Officers put public's safety first

Published 11:21 pm Wednesday, October 13, 2004

By By Arthur McLean
(Editor's note: This is the second in a series of stories on the city's response to hurricane Ivan. Look for the Fire Department's story in a future issue.)
With the approach of Hurricane Ivan, every city department went on alert. Like the Atmore Police Department, they worked as long as possible into the night, and ventured out before the storm was truly over.
This is the hurricane story of the men and women of the Atmore Police Department.
"Like a lot of homeowners, when the storm was approaching, we gassed up our cars, bought extra batteries and other supplies," said Police Chief Jason Dean. "But no one really knew how bad it was going to be."
As a precaution, Dean called all 28 sworn officers and six support employees to be on standby. "I asked everybody who could, to take a (patrol) car home to be ready for the next day," Dean said.
As the rains continued to pour, more activity took place. An officer was stationed at the Red Cross shelter, and patrols were stepped up before conditions degraded.
Through the late evening hours, the streets emptied of people and cars with only the police, fire and other city departments running.
As the brunt of the storm started to bear down, officers continued to respond. "We needed to stay out as long as possible so we could offer assistance, but it was getting dangerous."
Dean called his units back to the police station. "The debris began flying. What you couldn't see, you could hear," Dean said. "I was at the Diamond Oil on 8th Avenue when I saw the awning start peeling off."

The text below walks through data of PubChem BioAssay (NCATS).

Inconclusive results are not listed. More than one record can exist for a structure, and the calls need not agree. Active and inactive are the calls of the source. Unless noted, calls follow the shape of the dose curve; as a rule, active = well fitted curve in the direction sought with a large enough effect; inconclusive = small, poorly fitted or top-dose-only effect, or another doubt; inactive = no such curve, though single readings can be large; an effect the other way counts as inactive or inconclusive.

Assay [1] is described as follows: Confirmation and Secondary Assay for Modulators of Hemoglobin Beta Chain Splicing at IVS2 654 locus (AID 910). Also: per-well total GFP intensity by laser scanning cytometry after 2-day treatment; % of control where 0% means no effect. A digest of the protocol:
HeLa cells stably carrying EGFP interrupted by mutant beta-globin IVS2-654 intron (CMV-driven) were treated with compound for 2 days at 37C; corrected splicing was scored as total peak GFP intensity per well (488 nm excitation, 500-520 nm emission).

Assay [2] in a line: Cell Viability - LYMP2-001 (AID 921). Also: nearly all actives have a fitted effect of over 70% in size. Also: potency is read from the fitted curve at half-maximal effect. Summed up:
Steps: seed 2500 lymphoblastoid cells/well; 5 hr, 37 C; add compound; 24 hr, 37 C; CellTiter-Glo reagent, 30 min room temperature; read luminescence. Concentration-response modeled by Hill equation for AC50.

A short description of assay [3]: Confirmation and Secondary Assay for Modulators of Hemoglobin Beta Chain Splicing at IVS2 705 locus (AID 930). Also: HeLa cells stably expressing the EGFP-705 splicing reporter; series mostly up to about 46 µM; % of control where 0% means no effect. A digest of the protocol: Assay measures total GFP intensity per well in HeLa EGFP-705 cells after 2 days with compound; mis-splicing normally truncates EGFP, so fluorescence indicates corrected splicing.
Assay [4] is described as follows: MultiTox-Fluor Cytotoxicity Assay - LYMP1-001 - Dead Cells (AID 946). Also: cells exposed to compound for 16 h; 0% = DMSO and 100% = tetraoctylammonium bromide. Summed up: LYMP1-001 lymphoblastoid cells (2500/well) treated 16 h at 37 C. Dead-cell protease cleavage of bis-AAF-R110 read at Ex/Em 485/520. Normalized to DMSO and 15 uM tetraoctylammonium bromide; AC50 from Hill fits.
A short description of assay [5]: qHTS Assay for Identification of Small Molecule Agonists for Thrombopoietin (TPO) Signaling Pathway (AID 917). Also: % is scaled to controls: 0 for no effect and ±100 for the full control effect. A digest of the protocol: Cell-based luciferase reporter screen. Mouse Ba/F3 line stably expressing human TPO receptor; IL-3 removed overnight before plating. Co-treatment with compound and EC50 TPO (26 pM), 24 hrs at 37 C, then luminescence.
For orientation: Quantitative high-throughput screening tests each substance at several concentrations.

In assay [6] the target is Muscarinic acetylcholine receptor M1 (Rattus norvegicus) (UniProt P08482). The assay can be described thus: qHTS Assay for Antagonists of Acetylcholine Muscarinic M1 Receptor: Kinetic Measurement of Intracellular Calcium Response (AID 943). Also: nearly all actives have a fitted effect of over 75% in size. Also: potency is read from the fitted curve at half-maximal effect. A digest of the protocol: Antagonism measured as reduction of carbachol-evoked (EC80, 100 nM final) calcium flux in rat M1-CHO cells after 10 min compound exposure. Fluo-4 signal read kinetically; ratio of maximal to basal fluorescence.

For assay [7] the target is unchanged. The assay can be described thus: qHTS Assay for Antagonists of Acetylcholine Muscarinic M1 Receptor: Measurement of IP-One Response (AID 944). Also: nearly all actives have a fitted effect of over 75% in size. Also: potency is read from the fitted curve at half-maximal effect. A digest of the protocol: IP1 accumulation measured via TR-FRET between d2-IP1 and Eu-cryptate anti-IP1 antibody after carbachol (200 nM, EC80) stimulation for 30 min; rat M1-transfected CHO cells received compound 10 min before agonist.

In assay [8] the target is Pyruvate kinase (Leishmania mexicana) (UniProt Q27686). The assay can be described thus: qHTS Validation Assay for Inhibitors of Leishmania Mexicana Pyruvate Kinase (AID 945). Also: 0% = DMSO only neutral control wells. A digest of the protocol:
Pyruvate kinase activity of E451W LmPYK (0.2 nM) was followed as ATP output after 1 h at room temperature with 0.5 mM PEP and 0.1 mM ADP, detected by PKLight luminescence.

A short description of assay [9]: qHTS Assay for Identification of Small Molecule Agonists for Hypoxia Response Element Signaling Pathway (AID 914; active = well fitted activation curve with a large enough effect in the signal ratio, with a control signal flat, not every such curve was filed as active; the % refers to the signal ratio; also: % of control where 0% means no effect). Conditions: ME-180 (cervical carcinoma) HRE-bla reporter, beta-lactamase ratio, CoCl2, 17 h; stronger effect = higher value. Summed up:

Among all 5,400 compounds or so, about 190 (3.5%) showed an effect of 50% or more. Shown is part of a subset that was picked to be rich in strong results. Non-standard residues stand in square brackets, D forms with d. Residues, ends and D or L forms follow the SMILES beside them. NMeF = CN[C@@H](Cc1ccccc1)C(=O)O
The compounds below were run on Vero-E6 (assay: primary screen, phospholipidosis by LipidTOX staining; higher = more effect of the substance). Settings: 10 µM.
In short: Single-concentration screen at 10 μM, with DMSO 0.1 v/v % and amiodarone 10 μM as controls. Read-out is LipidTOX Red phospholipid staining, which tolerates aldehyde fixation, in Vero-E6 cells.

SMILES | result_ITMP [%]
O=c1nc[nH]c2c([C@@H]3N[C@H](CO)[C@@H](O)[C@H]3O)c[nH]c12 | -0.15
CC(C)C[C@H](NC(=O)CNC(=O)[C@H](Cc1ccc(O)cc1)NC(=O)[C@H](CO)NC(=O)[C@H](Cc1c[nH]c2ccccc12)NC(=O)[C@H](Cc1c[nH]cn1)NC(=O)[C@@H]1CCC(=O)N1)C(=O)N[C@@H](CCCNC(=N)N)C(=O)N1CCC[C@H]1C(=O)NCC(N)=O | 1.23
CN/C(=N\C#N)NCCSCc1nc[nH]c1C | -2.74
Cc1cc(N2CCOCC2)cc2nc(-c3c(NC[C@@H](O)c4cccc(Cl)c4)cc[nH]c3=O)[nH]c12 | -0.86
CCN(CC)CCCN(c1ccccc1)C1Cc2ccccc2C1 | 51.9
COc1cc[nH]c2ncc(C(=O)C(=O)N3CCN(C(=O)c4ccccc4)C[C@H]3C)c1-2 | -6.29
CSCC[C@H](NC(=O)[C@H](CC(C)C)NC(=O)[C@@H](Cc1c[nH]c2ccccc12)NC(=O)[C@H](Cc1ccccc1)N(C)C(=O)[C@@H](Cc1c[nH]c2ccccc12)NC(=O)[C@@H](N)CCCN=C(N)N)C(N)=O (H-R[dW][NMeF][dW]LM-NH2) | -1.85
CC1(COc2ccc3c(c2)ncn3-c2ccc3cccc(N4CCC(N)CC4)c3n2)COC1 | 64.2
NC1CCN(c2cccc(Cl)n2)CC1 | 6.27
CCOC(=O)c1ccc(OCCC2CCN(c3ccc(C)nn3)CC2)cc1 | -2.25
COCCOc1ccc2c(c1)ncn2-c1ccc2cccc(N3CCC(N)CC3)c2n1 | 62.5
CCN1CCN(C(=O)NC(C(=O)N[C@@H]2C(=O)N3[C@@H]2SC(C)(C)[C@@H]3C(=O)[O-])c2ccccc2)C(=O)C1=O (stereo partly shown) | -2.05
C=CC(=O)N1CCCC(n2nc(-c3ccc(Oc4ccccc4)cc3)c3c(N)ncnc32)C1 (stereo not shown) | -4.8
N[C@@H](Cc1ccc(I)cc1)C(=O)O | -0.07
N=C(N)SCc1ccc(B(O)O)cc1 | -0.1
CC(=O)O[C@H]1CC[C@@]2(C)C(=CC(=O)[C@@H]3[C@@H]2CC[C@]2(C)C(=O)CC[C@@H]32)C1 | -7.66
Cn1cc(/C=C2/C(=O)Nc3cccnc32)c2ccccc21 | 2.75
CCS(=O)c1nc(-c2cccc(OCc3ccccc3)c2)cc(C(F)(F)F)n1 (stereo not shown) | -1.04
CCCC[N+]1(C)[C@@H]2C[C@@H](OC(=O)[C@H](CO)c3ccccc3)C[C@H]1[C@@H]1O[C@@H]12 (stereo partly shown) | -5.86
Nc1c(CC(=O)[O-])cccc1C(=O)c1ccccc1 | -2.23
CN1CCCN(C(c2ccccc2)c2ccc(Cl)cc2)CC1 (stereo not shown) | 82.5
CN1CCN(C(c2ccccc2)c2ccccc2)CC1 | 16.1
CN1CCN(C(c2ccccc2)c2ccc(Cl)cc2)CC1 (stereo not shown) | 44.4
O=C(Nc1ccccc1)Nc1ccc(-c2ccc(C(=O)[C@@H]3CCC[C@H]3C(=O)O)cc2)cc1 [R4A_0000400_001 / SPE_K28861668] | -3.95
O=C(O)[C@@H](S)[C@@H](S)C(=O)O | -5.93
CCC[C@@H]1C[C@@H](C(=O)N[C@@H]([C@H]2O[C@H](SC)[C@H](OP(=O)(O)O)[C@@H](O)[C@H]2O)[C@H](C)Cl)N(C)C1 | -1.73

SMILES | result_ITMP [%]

Dean called his units off the road and they came back to the station to ride out the storm in the dark.
Just before daylight the morning after, officers tried to hit the road, not knowing what they would find. "You couldn't go one square city block that morning," Dean said. "We had officers walking down blocked streets checking on houses that were damaged and responding to people who called."
Dispatchers worked to handle phone systems that were not functioning well because of the storm damage. Cell phones and Southern Linc phones and radios were out or intermittent when they worked.
"It seemed like it went on for days," Dean said. "But the street department did a great job working hard to open the streets, and we worked with them to handle traffic," Dean said.
In Ivan's wake, shifts were extended for all the officers. Some couldn't even make it into the city after the storm. Most left damage to their own properties to work in the city.
Two patrol cars were destroyed when the city barn was damaged.
Some businesses were looted shortly after the storm, but Dean said two people have been arrested, and more may be soon to follow.
Help came in the form of a battalion of State Troopers. "They did a fantastic job of helping us with traffic during the day, and we were able to flood the night shift with officers to protect homes and businesses while the power was out," Dean said.
"There were the Troopers, and Sheriff (Grover) Smith did a great job of getting police and sheriff's deputies from outside the county to come and help.
"Chief Glenn Carlee worked a lot of hours making sure all those men had a place to sleep and hot meals. The fire department would work all day bringing them cold drinks," Dean said. "There's a lot more to it than a lot of people think."
"I'm very proud of the way our men and women responded to this disaster. I'm Proud of all the city departments," Dean said. "They worked very hard and they worked long hours putting the safety and security of the people of Atmore first."

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